A Study Abroad Interview
Life in the Eternal City, as told by a study abroad student
Before I went abroad for a semester, I was plagued with questions about what to do and how to prepare. The thought of boarding my plane for Ireland in September was overwhelmingly stressful at times, and when I needed advice and tips I turned to my friend, Bridget Jack. Bridget is a junior marketing student at the University of Dayton who spent last summer studying in Rome. As one of my greatest friends and also my personal advisor for all things study abroad related, I couldn’t think of a better person to interview about her adventures abroad.
Why did you choose this location? What are the top 5 sites to see there?
Bridget Jack: I’ve always wanted to go to Rome. America is so young in comparison to the rest of the world and I wanted to see a country where there was a slice of history around every corner. I thought Rome would be one of the best places to gain insight and experience a different culture.
Here are the top five sites in Rome:
• The Colosseum – This site was amazing and definitely my favorite. You see pictures of this monument your entire life in history books, on posters and in movies, but it is so surreal to actually see it in person. The first moment I saw it, I was stunned to actually be standing in front of such a famous structure. I also loved taking a tour of the ruins, because some of the most infamous events in history happened there, and I got to see the sights firsthand while learning about them. I learned way more about ancient Rome through this tour than I ever did in any of my history classes. Although it may seem like a cliché tourist attraction, I would encourage any tourist in Rome to devote a good portion of their time to exploring the Colosseum – it’s worth it.
• Vatican City – I was under-impressed with the museum, but the city itself is gorgeous and unparalleled to anything in America. I would advise tourists to head over to the city and explore, because there is a lot to do and see. To get there, you have to cross a bridge over the Tiber River and it makes for some absolutely beautiful pictures. Taking in these sights is definitely a must, but the museum isn’t necessary if you’re running short on time.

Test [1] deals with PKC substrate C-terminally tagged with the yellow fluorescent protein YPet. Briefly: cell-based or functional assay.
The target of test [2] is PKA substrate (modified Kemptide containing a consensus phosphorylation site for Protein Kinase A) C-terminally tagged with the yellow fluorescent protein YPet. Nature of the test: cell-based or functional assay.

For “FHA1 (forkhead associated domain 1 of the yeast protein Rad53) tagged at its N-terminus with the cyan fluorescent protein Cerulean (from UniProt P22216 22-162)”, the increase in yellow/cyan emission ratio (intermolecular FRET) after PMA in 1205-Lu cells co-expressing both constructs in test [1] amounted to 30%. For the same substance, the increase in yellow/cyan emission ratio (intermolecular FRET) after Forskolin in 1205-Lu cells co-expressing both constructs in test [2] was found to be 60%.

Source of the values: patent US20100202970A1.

• Campo de’ Fiori – This is such a fun, touristy neighborhood in Rome with a bunch of little stores and a strip of bars for your weekend enjoyment. We frequented the different bars here, and met so many fun and interesting people from all over the world! Sometimes touristy spots like this are more fun than local joints, because you can meet people from a ton of different places. It also had a somewhat less intimidating feel – I didn’t feel as much pressure to speak or understand Italian! If you’re ever feeling homesick and want to meet some fellow Americans, this is a great place to do so.
• The Pantheon – Its beautiful inside and a very humbling experience. I’m not too religious, but I felt very spiritual in this beautiful and historically rich monument, and I even took a few minutes to stop and say a prayer and reflect on my time abroad. There are always a lot of tourists crowding the Pantheon, but that somehow didn’t take away from its spiritual environment at all. The area it’s in is trendy and fun too – there is a water fountain piece in front where tourists and pigeons alike gather and enjoy the sunshine as well as a gelato place with over 150 flavors right across from it!
• Piazza Navona – An open shopping area complete with shops, restaurants, street performers, a farmers market, artists, a fountain, and hundreds of pigeons! You will never run out of new and exciting things to do here.